Another example of Severe Socialist Realism can be found in Tahir's painting "Women of Absheron" (1967). [See the back cover of this issue.] A group of women stand near the shore, waiting for their husbands-oil workers-to return home. One assumes that the men live on Oil Rocks and only get a chance to come home occasionally. Instead of talking and mingling with one another, as would be expected of Azerbaijani women, their eyes look vacant, somehow resigned to their fate with the one exception of the oldest woman, whose eyes and face are more expressive of the situation. A sense of loneliness is created by the fact that each woman is looking off into the distance in a different direction. It's almost as if the women are statues, islands unto themselves. With their sullen expressions, they seem to be focused inward, unsure of the future, unsure of their destinies-separated from their men and forced to carry the responsibilities of their families on their own shoulders.
The painting does not show the women happy to be part of the grand experiment of industrialization and production.
Again, Tahir uses red to accent his painting, this time in two places: the clothing of the youngest girl and a piece of pipeline which helps identify the narrative for why the women are gathered together in the first place. The painting appeared in the 1967 All-Union Art Exhibition in Moscow; it is currently being kept at Moscow's Tretyakov Gallery.
Tahir's travels abroad also influenced his style. He was one of the privileged few who got a chance to visit countries such as Czechoslovakia, France, Spain, Bulgaria, Italy, Mexico, Japan and the United States and painted many of the scenes that he saw there. In "The Mexican Bullfight" (1969), Tahir recaptures a moment from his visit to Mexico. The frame is dominated by a large, black bull facing off against a matador dressed in bright red. A few sombreros in the background represent the excited crowd in the arena. The focus is on the dramatic, ritualized conflict against what appears as a faceless enemy.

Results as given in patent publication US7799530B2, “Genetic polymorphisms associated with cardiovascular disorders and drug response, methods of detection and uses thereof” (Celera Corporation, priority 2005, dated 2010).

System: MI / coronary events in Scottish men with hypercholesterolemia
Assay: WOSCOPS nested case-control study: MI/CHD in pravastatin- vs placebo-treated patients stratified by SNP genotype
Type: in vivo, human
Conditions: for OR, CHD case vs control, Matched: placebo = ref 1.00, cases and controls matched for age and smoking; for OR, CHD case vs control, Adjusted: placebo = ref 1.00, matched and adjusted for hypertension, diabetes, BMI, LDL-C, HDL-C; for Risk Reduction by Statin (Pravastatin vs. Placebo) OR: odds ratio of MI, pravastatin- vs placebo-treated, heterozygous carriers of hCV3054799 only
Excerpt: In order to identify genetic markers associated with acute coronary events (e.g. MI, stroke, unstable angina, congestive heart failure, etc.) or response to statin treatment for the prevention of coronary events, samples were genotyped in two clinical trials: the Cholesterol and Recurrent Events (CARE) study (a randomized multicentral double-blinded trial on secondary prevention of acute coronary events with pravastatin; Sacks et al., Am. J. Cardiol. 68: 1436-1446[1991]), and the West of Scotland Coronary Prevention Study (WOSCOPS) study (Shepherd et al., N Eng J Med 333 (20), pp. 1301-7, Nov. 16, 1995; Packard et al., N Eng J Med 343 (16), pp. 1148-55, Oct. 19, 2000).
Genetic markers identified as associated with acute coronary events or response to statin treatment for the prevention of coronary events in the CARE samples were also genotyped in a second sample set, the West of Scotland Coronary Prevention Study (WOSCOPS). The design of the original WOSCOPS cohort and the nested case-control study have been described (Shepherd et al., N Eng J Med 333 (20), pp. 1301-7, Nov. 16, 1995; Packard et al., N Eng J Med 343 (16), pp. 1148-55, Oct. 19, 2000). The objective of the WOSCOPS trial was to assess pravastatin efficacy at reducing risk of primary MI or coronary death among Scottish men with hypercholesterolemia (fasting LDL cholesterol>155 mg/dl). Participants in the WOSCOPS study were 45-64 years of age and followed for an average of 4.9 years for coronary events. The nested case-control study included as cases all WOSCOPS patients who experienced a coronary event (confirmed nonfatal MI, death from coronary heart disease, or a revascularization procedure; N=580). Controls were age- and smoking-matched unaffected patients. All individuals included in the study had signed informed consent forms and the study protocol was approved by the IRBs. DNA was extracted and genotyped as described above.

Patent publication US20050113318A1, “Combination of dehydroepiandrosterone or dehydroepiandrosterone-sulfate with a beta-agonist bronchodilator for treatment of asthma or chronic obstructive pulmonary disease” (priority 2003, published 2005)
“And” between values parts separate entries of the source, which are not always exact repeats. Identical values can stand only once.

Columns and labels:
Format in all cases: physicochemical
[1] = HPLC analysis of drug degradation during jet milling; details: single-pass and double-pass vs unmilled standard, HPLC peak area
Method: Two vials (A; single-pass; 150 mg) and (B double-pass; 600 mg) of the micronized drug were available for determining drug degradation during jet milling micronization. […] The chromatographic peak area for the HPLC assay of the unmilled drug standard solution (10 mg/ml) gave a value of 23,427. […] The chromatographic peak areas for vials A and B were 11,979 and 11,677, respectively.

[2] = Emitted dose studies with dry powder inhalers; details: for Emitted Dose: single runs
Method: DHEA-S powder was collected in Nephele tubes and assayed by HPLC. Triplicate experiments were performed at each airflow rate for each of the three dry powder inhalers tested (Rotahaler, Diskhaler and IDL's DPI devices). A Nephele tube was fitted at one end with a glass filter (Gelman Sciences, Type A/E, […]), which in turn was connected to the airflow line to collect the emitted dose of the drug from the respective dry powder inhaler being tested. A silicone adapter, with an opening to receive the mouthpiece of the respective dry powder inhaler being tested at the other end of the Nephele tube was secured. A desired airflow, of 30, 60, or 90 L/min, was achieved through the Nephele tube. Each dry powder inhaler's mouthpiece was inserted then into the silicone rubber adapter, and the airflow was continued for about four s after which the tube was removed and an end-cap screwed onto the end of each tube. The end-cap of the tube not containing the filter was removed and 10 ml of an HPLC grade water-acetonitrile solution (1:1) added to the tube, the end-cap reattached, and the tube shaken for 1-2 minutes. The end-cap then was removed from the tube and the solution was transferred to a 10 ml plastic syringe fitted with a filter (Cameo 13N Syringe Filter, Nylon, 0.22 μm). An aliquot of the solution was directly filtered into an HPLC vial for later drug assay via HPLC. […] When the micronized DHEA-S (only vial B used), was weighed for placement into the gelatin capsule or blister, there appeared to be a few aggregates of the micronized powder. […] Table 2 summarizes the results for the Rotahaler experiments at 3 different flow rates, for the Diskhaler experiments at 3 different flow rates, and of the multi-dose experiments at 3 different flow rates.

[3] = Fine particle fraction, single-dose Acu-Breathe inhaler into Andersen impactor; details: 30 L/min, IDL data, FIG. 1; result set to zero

Portraits occupy a special place in Tahir's creative activity. He has painted the portraits of Azerbaijan's foremost composers-Gara Garayev (1918-1982) and Fikrat Amirov (1922-1984) along with Azerbaijani poet Rasul Reza (1910-1981) and Russian composer Dmitri Shostakovich (1906-1975), to name a few. Each portrait reflects Tahir's efforts to draw out the inner worlds of his subjects.
For example, Tahir's portrait of Garayev (1960) stresses the composer's inner concentration and creativity. [This portrait may be found in the article "Remembering Gara Garayev," AI 6.3, Autumn 1998]. Even though portraits were almost always painted with the subject facing forward, Tahir established a side view of Garayev. Once again, the colors are neutral tones, except for a bright red music book. Garayev's face is plunged in shadow, as if he has been caught in a moment of deep concentration. At any moment, it looks like the composer might suddenly stand up and rush over to the piano to jot down a few bars. This portrait was awarded the Silver Medal of the USSR Academy of Arts.
Tahir Salahov, "Portrait of the Russian Composer Dmitri Shostakovich", 136 x 115 cm, oil on canvas, 1974-76.
When Tahir painted Russian composer Dmitri Shostakovich's portrait (1974-76), he took a much different approach. Shostakovich, who was seriously ill when he sat for the portrait, solemnly gazes into space with his back to the piano. His frail hands rest on a red velvet piano stool.
Today, Tahir Salahov lives in Moscow, where he is a professor and has a studio at the Moscow Art Institute. He has received numerous honors, including People's Artist of Azerbaijan (1962), Secretary of the USSR Artists' Union (1968), Member of the Central Committee of the Azerbaijan Communist Party (1970), Deputy to the USSR Supreme Soviet (1970), Order of the Red Banner of Labor (1971), President of the Artists' Union in Azerbaijan (1972), People's Artist of the USSR (1973) Head of the Studio of Easel Painting at the Surikov Art Institute in Moscow (beginning in 1974), Full Member of the Soviet Academy of Arts (1975), Order of the October Revolution (1976), Grekov Gold Medal (1977), Deputy to the Russian Supreme Soviet (1980) and numerous all-Soviet and State Prizes for his paintings.
Tahir lives in Moscow and can be reached at Tel: (95) 201-7274 or Faxes: (95) 243-6551 or 290-2088.
From Azerbaijan International (7.2) Summer 1999.
© Azerbaijan International 1999. All rights reserved.
Tahir Salahov | AZgallery Artists